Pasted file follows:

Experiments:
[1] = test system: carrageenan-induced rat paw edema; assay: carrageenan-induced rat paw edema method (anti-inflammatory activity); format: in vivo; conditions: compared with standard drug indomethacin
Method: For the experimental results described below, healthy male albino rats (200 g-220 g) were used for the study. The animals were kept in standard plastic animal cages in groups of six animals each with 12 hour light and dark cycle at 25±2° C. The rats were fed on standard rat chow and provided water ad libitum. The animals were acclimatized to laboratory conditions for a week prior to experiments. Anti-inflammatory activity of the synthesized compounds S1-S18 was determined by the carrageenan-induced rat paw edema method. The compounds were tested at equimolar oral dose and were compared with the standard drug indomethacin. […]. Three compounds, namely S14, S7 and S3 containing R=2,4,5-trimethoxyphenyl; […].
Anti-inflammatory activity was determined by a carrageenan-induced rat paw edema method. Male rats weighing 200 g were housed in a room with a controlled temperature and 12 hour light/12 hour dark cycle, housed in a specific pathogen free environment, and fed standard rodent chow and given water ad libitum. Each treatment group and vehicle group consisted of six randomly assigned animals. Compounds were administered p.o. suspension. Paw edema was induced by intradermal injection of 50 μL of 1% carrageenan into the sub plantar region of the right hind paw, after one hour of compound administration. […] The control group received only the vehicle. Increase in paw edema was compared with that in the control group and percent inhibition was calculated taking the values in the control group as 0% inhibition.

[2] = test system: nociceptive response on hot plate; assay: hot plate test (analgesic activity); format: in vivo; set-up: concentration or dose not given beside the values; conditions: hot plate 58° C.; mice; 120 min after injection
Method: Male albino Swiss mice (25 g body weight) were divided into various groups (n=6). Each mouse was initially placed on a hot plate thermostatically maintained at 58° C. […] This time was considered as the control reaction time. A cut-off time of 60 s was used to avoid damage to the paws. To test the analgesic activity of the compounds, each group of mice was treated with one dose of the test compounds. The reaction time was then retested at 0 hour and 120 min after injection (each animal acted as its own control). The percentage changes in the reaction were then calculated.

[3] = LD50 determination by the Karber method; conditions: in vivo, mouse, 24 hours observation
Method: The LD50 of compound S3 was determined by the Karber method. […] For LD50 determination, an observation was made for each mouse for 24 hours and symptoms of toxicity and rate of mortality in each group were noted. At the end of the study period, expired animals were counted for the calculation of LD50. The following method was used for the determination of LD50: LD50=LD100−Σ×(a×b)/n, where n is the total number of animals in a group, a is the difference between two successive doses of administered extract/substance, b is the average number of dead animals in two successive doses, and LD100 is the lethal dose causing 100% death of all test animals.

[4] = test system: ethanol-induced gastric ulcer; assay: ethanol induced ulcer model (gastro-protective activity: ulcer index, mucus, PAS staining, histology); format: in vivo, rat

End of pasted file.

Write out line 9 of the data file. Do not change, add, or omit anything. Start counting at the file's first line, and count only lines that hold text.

[4] = test system: ethanol-induced gastric ulcer; assay: ethanol induced ulcer model (gastro-protective activity: ulcer index, mucus, PAS staining, histology); format: in vivo, rat